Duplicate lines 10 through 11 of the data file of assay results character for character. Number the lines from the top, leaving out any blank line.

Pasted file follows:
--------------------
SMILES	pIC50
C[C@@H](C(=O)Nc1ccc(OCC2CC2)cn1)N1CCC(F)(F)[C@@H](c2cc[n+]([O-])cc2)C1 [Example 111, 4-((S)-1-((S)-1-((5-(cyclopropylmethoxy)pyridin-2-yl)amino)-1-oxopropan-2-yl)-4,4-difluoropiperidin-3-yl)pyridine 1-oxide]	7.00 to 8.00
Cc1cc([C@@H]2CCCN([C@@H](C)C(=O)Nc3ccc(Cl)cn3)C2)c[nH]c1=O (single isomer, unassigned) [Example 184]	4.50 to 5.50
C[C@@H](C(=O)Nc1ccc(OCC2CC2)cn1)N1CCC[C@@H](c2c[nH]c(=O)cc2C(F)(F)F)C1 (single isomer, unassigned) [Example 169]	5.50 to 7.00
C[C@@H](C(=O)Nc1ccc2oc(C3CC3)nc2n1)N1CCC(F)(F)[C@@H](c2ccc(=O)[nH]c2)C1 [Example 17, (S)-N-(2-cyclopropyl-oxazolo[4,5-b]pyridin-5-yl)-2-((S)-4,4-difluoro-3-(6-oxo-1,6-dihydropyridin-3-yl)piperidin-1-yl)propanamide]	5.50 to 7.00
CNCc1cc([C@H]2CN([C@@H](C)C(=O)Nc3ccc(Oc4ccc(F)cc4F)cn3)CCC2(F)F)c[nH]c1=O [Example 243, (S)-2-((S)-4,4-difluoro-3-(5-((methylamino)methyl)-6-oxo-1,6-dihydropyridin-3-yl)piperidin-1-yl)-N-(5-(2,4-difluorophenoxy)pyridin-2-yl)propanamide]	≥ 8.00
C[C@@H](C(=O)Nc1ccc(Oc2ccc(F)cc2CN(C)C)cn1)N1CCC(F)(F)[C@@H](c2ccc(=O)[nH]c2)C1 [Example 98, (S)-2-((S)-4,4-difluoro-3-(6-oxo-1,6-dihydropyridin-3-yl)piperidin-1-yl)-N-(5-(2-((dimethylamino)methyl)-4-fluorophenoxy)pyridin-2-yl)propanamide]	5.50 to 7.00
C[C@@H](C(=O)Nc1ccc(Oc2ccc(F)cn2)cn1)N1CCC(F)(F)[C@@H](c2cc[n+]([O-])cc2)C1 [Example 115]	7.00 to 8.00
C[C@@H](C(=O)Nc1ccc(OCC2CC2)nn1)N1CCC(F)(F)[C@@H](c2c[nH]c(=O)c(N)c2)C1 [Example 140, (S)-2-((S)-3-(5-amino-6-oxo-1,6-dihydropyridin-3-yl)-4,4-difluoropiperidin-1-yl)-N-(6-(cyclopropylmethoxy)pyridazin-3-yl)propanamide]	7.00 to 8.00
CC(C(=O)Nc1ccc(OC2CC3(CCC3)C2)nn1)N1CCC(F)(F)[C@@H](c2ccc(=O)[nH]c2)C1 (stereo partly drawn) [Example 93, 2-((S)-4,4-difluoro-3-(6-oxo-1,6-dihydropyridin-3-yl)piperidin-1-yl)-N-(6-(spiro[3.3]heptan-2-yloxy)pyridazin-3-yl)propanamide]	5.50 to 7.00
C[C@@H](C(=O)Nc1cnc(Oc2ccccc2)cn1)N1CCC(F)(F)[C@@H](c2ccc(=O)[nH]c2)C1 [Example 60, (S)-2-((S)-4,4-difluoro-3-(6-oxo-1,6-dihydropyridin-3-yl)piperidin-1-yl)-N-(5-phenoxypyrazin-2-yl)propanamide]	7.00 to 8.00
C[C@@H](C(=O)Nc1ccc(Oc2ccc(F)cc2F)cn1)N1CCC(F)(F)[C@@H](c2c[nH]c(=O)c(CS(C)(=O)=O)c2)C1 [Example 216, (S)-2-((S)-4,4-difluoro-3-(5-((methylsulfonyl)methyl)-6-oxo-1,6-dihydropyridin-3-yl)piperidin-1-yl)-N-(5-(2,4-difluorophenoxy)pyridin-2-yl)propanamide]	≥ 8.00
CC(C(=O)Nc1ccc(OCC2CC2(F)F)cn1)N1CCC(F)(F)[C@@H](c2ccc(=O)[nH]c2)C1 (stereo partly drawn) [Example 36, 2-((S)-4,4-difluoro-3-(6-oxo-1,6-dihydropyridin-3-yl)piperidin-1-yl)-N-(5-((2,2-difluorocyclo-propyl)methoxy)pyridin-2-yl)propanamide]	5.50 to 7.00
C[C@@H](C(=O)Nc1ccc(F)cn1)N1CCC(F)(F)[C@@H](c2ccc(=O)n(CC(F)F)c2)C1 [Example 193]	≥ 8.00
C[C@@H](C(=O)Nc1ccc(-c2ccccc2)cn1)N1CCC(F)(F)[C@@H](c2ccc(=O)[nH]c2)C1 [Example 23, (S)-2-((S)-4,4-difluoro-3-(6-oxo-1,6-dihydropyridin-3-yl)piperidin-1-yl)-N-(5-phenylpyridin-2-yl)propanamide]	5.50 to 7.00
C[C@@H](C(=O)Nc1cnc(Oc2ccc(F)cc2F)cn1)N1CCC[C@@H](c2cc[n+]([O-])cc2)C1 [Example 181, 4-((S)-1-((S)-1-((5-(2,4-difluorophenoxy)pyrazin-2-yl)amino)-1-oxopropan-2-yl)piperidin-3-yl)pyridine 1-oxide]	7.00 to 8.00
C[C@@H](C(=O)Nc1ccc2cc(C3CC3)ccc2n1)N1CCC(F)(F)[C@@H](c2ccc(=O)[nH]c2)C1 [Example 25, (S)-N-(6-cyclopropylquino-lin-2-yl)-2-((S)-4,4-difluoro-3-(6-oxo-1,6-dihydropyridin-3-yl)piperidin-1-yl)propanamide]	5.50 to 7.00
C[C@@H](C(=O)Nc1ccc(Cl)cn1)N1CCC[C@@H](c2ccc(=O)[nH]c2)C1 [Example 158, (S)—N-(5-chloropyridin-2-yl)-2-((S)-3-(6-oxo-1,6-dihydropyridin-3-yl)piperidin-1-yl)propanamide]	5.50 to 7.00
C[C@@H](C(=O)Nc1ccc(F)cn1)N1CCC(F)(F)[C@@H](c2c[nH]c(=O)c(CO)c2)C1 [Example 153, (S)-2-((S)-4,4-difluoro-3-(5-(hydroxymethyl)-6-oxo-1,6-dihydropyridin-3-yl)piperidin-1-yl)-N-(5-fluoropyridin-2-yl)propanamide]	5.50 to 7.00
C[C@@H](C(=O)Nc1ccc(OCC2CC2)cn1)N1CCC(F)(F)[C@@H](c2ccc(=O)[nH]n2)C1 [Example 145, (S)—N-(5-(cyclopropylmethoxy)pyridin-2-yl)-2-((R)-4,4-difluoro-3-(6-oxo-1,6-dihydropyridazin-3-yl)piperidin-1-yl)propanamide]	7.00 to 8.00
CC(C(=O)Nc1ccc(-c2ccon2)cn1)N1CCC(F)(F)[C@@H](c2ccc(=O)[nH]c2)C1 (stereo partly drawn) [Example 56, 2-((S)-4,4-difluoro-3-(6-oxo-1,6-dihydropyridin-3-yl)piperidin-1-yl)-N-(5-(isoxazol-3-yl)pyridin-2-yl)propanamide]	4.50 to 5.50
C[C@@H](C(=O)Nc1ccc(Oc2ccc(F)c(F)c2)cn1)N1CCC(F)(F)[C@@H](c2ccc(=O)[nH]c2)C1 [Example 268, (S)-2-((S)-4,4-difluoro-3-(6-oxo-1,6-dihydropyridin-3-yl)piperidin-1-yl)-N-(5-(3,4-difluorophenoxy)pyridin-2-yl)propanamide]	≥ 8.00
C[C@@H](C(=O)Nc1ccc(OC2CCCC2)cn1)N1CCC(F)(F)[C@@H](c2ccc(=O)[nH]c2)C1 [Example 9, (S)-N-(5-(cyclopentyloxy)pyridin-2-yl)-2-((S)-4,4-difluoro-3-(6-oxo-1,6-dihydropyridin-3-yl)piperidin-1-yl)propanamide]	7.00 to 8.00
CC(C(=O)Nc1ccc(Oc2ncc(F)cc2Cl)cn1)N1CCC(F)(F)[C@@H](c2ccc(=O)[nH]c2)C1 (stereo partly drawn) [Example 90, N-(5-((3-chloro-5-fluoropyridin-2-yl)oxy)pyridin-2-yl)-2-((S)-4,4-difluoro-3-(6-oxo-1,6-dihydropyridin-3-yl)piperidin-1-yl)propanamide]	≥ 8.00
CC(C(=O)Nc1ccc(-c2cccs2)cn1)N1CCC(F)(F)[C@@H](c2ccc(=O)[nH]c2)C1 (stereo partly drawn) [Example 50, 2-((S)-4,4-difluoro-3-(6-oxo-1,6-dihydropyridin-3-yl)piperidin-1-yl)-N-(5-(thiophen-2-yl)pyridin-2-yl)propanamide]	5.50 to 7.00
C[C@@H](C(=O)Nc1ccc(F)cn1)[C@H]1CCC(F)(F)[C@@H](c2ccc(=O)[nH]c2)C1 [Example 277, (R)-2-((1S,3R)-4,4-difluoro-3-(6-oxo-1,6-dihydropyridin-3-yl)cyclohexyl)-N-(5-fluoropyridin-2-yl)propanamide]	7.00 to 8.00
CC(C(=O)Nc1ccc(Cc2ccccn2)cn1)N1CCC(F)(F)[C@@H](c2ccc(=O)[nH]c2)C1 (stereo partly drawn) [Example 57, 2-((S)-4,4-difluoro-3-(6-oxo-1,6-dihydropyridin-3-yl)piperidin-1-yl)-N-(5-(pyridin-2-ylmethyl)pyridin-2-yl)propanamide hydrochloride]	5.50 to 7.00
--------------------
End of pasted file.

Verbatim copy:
CC(C(=O)Nc1ccc(OC2CC3(CCC3)C2)nn1)N1CCC(F)(F)[C@@H](c2ccc(=O)[nH]c2)C1 (stereo partly drawn) [Example 93, 2-((S)-4,4-difluoro-3-(6-oxo-1,6-dihydropyridin-3-yl)piperidin-1-yl)-N-(6-(spiro[3.3]heptan-2-yloxy)pyridazin-3-yl)propanamide]	5.50 to 7.00
C[C@@H](C(=O)Nc1cnc(Oc2ccccc2)cn1)N1CCC(F)(F)[C@@H](c2ccc(=O)[nH]c2)C1 [Example 60, (S)-2-((S)-4,4-difluoro-3-(6-oxo-1,6-dihydropyridin-3-yl)piperidin-1-yl)-N-(5-phenoxypyrazin-2-yl)propanamide]	7.00 to 8.00